So with this in mind, why is it that so many organisations seem to think that serious consideration doesn’t need to given when it comes to the protection of data when its comes to using production data in a testing environment. Now I fully understand the value of using production data, and the possibly improved quality of testing that can be achieved, however this data shouldn’t be used as is. This data should be removed and sanitised to make it anonymous / de-personalised. This ensures that should the data be compromised, or not cleaned down appropriately or migrated into production this is no real world impact. Also I think we all know that test environments are not often a full representation of a production environment, especially when it comes to security controls.

I have seen this happen in organisations and it can have a real impact on an individual. Put yourself in this situation. Perhaps an organisation who offers health insurance is testing a new premiums engine. They use production data, and kick off testing, changing various parameters, including illness information, and decide to test the impact of having a sexually transmitted disease. Testing then completes, and by some error information is migrated back into production. Next thing the customers knows is they receive a letter saying they can no longer be offered insurance due to being a sufferer of HIV. This information will have been linked with other databases of other organisations, and the domino’s begin to topple.

When we think how something might impact us as an individual we tend to take a little more ownership and care, and I think this is something lacking in alot of organisations. I am not saying creating test data or converting production data for testing purposes is a trivial process, but that doesn’t mean its something that shouldn’t be done. There are various tools and scripts available to do the necessary to production data, and some companies also offer off the shelf test data that may be appropriate.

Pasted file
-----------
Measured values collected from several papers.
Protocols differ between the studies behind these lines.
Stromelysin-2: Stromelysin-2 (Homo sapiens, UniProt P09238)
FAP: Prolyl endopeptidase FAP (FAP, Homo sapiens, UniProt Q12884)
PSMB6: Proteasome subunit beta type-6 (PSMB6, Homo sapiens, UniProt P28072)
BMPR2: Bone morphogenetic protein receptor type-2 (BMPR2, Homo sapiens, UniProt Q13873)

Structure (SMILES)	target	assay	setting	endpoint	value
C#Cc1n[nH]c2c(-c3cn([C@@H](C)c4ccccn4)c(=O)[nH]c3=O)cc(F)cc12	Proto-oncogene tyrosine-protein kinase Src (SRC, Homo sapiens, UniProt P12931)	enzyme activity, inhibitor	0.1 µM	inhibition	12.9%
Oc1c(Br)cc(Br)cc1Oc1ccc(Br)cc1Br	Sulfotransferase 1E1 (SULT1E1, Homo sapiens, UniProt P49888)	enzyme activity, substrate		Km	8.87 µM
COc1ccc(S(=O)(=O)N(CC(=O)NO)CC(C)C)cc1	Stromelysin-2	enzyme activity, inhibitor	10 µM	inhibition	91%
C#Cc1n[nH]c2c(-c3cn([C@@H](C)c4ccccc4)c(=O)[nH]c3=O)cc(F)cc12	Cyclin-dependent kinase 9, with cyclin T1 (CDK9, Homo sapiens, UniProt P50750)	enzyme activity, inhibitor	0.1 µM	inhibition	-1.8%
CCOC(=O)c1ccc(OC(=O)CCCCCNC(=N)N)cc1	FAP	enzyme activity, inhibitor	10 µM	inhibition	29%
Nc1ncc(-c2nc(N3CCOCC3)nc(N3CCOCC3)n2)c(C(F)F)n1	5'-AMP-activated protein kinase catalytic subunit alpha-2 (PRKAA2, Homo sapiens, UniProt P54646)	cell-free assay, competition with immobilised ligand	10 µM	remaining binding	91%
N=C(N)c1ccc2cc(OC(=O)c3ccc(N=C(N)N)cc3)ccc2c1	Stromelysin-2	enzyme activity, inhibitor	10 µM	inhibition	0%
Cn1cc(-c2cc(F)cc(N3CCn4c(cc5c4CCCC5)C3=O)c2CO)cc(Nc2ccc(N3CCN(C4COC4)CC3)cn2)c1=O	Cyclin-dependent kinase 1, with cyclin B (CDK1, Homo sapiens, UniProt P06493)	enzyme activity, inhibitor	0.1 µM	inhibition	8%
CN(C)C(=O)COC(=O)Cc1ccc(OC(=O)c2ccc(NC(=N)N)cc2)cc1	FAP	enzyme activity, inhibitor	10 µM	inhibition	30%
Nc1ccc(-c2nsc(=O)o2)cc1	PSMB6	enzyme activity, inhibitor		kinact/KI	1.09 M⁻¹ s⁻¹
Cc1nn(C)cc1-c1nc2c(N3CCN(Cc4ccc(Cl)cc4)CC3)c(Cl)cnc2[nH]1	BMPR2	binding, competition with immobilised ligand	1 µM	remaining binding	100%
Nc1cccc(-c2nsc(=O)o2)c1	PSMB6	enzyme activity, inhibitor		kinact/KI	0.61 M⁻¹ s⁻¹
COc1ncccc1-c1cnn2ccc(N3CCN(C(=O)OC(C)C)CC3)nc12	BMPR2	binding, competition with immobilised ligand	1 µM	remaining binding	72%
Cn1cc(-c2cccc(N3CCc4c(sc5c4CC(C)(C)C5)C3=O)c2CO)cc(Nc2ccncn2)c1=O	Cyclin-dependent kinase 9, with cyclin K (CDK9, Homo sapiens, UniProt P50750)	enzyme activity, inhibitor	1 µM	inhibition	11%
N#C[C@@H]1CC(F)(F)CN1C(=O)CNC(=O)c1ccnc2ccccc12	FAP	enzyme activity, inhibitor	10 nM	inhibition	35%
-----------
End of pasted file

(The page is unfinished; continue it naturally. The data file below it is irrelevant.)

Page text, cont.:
So next time your involved in testing, make sure you do the right thing. Understand what the goal of testing is, and what the results might look like. Review the data sets that are relevant and the risks and exposures may bring. Then as appropriate do what is needed to mask, scramble, randomise and de-personalise the data. During testing ensure access levels are appropriate, and the necessary logging is in place. Then when all the testing is completed, follow the appropriate steps to clear down the environment ready for next time.

Ideally all this would be clearly defined in security and testing policies and processes, but regardless you will know you are doing the right thing, and this will also help greatly with meeting compliance and regulatory controls. Its probably not considered that this occurs from a consumer level, but doing the right thing could also be considered a marketing benefit.

So rant over, maybe you agree, maybe you don’t, but I would be interested in your comments.